It’s one thing to trust God for one’s own private needs or the needs of one’s own family, but consider how much faith Hezekiah was displaying by trusting God for an entire city, and even the nation of Israel against a foreign invading army! Think of some of the alternatives he could have reasoned through with his advisors: he could have mustered troops to come out in battle against Assyria, trusting in the might of his own army. Or he could have sent word to Egypt trusting in a foreign country as an ally to come and defend the city, but he didn’t do either of these things. When he recognized the battle was really not about him or his faith, but about God’s honor, he simply laid out the situation before God and prayed humbly and sincerely for God to act. Through his simple act of faithfulness, the aggression of a military superpower was averted.

So, what other kinds of applications can we draw from the story of this encounter?  Well, the main thrust of the story appears to center on Hezekiah’s faith and trust in Yahweh, relying on Yahweh to provide the necessary and appropriate resolution to the defense of his favored city. When we truly trust God, we need to learn to get out of his way and allow him to move in situations and arrange outcomes that are far beyond our capacity.

But there is also a strong, underlying subtext regarding Hezekiah’s zeal against the idolatry and complacent worship prevalent throughout the land. It took a clear understanding of God’s Word and bold action to re-set the time-honored practices of God’s people who had strayed from the truth. This corruption of idolatry is contrasted with the faith and zeal of Hezekiah. That which can be seen (a false god) is devalued in light of that which cannot be seen (the one, true God). We must not only repent of our own idolatrous tendencies, but to provide God’s perspective for those who may not yet realize the depth of their own complacency and compromise with the culture, much like those who would worship Yahweh at the idolatrous high places throughout the land of Israel.

Let’s think about that for a moment. Consider the things we worship today (that is, things that we look to for refuge, rescue. or solutions to our problems). Things like our phones and devices, social media, television, movies, celebrities, politicians, sports, our homes, sometimes even ourselves. On the religious side, we may have a favored denomination, or place of worship, or tradition that does not line up entirely with God’s Word. What types of “Hezekiahan” reform would be necessary in our culture today to honor God? How is God’s honor and Name being maligned today? How can we lovingly but firmly present the case for God’s honor to those who are wrapped up in the idolatry of these worldly distractions?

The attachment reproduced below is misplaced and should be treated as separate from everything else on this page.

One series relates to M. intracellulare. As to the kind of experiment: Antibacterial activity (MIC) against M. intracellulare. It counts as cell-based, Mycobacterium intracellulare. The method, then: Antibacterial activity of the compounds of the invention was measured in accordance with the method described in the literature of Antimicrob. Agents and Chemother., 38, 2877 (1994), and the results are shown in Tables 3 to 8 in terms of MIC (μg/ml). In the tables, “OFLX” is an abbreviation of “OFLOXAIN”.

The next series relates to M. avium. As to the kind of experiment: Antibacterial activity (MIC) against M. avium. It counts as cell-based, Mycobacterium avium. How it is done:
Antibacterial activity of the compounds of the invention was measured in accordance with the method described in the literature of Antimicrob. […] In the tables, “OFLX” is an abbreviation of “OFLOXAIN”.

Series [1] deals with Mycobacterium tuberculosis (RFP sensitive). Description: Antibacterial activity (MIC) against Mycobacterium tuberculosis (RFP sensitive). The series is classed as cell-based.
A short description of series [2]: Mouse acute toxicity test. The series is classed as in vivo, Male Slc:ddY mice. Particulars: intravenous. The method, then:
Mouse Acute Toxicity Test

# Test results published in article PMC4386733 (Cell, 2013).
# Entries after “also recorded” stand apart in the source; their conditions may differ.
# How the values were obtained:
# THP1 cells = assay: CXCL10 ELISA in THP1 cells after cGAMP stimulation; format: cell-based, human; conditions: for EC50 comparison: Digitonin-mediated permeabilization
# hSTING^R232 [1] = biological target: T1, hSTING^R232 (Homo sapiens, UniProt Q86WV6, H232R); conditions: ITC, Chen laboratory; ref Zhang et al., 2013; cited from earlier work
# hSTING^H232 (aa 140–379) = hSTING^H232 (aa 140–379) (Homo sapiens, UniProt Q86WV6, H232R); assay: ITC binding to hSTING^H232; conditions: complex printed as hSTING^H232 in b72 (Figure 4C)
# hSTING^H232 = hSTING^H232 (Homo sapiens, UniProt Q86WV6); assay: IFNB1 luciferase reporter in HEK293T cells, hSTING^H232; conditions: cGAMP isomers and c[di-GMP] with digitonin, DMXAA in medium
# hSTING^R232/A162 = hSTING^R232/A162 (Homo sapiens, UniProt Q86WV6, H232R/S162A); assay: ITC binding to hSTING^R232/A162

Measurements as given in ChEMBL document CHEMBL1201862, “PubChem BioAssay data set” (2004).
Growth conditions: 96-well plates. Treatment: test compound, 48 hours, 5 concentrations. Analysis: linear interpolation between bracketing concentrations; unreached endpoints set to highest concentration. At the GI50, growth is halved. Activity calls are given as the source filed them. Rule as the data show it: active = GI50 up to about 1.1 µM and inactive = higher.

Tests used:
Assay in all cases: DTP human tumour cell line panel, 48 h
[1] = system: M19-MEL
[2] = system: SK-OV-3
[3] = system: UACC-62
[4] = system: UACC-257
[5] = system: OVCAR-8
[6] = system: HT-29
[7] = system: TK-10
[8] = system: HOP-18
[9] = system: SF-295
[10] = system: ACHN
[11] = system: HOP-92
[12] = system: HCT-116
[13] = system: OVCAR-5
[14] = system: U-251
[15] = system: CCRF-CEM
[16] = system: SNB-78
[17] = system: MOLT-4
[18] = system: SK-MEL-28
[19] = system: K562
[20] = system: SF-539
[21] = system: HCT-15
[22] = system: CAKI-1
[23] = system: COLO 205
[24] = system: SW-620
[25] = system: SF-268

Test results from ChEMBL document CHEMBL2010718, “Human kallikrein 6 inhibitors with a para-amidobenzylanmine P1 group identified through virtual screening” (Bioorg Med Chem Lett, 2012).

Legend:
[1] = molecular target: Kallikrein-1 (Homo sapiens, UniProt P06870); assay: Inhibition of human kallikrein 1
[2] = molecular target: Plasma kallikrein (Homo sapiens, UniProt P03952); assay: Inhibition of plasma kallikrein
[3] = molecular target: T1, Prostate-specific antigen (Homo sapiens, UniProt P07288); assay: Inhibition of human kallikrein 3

But be aware, as we remove some of those “high places” in our lives, we may begin to feel the pressure and resistance of those who have not yet reached that same level of trust and faith. This is where we have to consider deeply where we are making our stand for God, and like Hezekiah, be prepared by laying out the oppositional positions before God and praying for his honor to be maintained, not ours. Hezekiah staked everything on God’s honor and reputation above the gods of the invading force and the culture around him. He had reached the point where he had removed himself as being able to do anything further in his own might over these false deities, and instead allowed God to manifest himself as a demonstration to others that “all the kingdoms of the earth will know that you alone, Yahweh, are God.”

As individual believers in Messiah, we can only look at the patterns and habits of our own lives as examples to others. We are not authorized to go around tearing down other peoples’ idols, but we are authorized to teach them how to do so. When we not only trust in God for ourselves but live out actions and practices in our interactions with others match that internal perspective, we honor God and then have the potential to rally others to the cause of Messiah in this world.